Objective: This study was conducted to determine the effects of vildagliptin on incretin hormone levels, islet function, and postprandial glucose control in subjects with impaired glucose tolerance (IGT). Research Design and Methods: A 12-week double-blind, randomized, parallel-group study comparing vildagliptin (50 mg qd) and placebo was conducted in 179 subjects with IGT (2-h glucose= 9.1 mmol/l, A1C= 5.9%). Plasma levels of intact GLP-1 and GIP, glucose, insulin, C-peptide, and glucagon were measured during standard meal tests performed at baseline and Week 12. Insulin secretory rate (ISR) was estimated by C-peptide deconvolution. The between-group differences (vildagliptin - placebo) in the adjusted mean changes from baseline to endpoint in the total and incremental (Delta) AUC(0-2h) for these analytes were assessed by ANCOVA; glucose AUC(0-2h) was the primary outcome variable. Results: Relative to placebo, vildagliptin increased GLP-1 (DeltaAUC, +6.0+/-1.2 pmol/l*h, P<0.001) and GIP (DeltaAUC, +46.8+/-5.4 pmol/l*h, P<0.001) and decreased glucagon (DeltaAUC, -3.0 +/- 1.0 pmol/l*h, P=0.003). Although postprandial insulin levels were unaffected (DeltaAUC, +20.8+/-35.7 pmol/l*h, P=0.561), prandial glucose excursions were reduced (DeltaAUC, -1.0+/-0.3 mmol/l*h, P<0.001), representing approximately 30% decrease relative to placebo. Beta-cell function as assessed by the ISR AUC(0-2h)/glucose AUC(0-2h) was significantly increased (+6.4 +/- 2.0 pmol*min(-1)*m(-2)*mM(-1), P=0.002). Adverse event profiles were similar in the two treatment groups and no hypoglycemia was reported. Conclusions: The known effects of vildagliptin on incretin levels and islet function in type 2 diabetes were reproduced in subjects with IGT with a 32% reduction in postprandial glucose excursions and no evidence of hypoglycemia or weight gain.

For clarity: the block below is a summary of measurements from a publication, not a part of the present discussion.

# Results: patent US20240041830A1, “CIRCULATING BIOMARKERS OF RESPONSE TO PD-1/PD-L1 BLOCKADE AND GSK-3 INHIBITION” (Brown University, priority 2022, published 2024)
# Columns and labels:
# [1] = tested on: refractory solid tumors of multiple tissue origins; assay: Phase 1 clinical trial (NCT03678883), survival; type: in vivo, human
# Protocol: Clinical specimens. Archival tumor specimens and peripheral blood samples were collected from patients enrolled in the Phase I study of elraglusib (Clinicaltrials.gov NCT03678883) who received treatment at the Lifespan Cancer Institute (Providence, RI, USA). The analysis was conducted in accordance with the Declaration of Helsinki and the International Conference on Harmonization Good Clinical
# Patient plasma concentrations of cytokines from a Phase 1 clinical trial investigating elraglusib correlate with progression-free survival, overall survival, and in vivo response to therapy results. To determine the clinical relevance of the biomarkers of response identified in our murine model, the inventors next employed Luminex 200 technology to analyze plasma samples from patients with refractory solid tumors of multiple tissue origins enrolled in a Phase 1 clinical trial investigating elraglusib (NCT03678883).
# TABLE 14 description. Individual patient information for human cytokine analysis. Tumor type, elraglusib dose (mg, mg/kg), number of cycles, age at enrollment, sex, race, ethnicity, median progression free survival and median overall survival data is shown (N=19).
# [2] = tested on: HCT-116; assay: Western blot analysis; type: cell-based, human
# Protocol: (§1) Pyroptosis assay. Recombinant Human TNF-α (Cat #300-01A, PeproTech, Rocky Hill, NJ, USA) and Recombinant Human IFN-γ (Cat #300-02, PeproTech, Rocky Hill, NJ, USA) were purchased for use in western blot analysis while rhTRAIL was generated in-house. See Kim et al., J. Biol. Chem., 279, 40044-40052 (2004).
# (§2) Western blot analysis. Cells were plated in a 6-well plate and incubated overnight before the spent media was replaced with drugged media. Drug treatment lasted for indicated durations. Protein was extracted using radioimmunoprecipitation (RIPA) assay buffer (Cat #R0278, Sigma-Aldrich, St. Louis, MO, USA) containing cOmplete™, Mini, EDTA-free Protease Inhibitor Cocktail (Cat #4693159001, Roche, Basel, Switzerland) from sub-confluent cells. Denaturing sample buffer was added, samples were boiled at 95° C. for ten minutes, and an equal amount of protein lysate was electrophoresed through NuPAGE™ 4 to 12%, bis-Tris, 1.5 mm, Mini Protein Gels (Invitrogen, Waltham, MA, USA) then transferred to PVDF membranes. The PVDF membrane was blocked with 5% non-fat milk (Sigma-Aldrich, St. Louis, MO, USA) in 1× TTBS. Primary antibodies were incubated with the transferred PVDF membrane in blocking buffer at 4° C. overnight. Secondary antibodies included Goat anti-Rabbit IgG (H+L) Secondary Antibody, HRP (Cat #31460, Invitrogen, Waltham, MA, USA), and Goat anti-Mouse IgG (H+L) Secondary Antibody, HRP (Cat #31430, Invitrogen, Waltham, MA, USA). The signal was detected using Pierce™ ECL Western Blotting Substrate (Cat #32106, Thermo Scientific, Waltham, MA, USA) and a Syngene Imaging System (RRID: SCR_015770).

Subject classification (UKÄ)
- Endocrinology and Diabetes